Town’s festival noses out most
Odessa relishes sharing its German heritage
No matter where you are in Odessa this weekend, you can smell the sausage. And it’s really difficult to leave town without at least one bag of homebaked cookies.
The tiny central Washington town celebrates its German heritage with Deutschesfest, which runs through Sunday.
“People should come out and visit for the activities, for the small-town flavor and for the uniqueness,” said Phyllis Sebesta, who volunteered at the information booth Friday morning. “I just love it here. I’m from just north of Davenport, but I’ve lived here for 31 years and raised my kids here – it’s a great little town.”
Odessa was settled in the late 1800s, mostly by Germans who had first migrated to Russia, but soon left the Black Sea and Volga area for the promise of religious freedom and prosperity in the New World. Encouraged by the railroad and huge tracts of farmland, they settled around Odessa.
During the annual Deutschesfest celebration, German music plays over the town’s loudspeakers and everywhere you turn food is at the center of the celebration.
Just outside Das Kraut Haus, 9-year-old Molly Schaefer was selling bags of homemade Pfeffernusse, little spice cookies traditionally made for Christmas.
“I got help from my grandma baking them,” said Schaefer, whose business was booming. By 10:30 a.m. she had only eight bags left.
“When I’m out, I’m out,” she said matter-of-factly, smoothing out the beautiful German-style floral print dress she was wearing.
Booths sell homemade sausage hot dogs, sauerkraut and potato salad. You can find soft pretzels and many types of homemade breads and pies – including those baked at the nearby Hutterite colony.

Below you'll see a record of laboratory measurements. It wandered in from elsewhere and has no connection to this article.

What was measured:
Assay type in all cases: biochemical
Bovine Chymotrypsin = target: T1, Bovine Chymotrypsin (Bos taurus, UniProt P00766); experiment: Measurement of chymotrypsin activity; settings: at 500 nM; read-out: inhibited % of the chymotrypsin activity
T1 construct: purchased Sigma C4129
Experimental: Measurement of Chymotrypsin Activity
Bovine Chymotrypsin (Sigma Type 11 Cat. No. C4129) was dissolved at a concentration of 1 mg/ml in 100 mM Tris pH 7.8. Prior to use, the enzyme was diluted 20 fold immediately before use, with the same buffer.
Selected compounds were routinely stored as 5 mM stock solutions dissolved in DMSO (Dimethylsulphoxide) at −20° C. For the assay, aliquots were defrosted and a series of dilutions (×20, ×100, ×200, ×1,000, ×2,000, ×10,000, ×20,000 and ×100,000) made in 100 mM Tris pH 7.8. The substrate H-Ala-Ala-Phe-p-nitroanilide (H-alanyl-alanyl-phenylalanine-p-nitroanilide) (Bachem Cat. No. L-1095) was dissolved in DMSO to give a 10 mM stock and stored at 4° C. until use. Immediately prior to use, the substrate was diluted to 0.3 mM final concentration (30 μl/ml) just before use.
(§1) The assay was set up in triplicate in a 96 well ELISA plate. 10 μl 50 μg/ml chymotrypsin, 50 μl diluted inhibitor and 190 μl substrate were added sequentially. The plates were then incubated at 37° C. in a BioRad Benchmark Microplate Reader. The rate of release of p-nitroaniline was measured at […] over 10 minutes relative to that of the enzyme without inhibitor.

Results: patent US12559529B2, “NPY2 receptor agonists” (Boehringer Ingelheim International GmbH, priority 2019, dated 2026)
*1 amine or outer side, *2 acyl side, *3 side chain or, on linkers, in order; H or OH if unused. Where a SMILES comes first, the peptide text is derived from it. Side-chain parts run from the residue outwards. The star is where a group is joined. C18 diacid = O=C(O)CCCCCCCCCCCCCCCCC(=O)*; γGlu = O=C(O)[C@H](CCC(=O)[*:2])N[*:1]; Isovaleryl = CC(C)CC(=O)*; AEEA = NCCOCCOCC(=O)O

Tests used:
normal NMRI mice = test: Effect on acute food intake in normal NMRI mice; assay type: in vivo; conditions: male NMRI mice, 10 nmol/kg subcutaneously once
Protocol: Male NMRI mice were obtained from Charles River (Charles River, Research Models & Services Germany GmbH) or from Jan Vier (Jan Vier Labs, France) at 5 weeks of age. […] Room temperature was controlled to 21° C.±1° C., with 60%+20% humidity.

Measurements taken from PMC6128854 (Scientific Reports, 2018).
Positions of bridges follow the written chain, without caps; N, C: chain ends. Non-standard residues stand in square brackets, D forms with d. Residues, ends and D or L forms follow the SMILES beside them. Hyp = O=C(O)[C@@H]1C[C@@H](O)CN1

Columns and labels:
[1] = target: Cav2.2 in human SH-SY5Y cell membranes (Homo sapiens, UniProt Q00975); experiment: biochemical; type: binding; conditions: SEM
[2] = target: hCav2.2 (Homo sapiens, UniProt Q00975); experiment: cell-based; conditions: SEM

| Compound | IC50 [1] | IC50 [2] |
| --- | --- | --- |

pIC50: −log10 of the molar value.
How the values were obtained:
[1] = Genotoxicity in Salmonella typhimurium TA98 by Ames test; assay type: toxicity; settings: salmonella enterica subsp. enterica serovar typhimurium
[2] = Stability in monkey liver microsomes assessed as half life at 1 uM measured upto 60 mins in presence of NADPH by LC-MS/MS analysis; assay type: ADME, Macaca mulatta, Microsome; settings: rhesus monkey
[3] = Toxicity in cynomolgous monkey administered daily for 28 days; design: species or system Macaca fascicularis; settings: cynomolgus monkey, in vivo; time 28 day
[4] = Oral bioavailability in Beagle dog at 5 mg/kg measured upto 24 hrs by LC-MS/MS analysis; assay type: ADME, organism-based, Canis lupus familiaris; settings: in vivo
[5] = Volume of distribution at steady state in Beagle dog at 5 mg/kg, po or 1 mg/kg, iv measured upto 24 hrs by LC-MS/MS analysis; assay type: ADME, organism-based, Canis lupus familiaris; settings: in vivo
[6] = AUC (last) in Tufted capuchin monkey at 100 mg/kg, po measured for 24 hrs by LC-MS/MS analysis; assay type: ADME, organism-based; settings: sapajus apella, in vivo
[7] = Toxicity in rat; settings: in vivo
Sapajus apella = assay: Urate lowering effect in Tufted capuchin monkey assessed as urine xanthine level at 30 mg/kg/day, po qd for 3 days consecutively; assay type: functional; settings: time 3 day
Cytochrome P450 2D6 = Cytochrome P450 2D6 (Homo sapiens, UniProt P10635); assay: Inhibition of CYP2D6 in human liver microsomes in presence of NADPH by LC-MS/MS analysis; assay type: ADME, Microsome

At the Old Town Hall there’s an arts and crafts sale going on, and just a short stroll south of downtown St. Matthew’s Church is hosting an antique quilt show put together by the Fronen Steppdecker, also known as the Odessa Quilt Club.
One quilt was made before the Civil War.
“We have a rule that once you’ve showed your quilt here, you can’t bring it again,” said Susan Ryan, of the quilt club. “I really enjoy the craftsmanship. Imagine how long it took to make all these little stitches.”
Ryan, who moved to Odessa three years ago and lives on a farm just outside of town, joined the Quilt Club this winter.
“I find that in a small town, to meet people, you have to do stuff,” said Ryan.
Next door is the town’s genealogy room where visitors can search for relatives with last names such as Grening, Heimbigner and Schulz.
Odessa usually has about 1,000 residents, but during Deutschesfest the population grows to as many as 10,000. Every available lawn is turned into an RV parking lot.
“This is my first visit to Odessa,” said Cindy Starr, who lives in Vancouver, Wash. “Well, soon I’ll actually be moving here.” Starr’s husband just accepted a job with a startup biodiesel plant in Odessa, so Starr was house hunting.
“There aren’t that many houses to choose from,” she said, “but it’s a very cute little town – I think we are going to like it.”
Aside from the food and the live music there are dozens of yard sales in town this weekend.
“We have a map with everyone who wanted to be on it,” Sebesta said. “That way it’s easy for people to find the sales.”
In the evening, if one is the beer-drinking kind, the Bier Garten is the place to be.
“That’s where everyone goes,” Sebesta said. “There’s sawdust on the floor and the food and music is just great. This is a great weekend for people to come out and see what a small town can do.”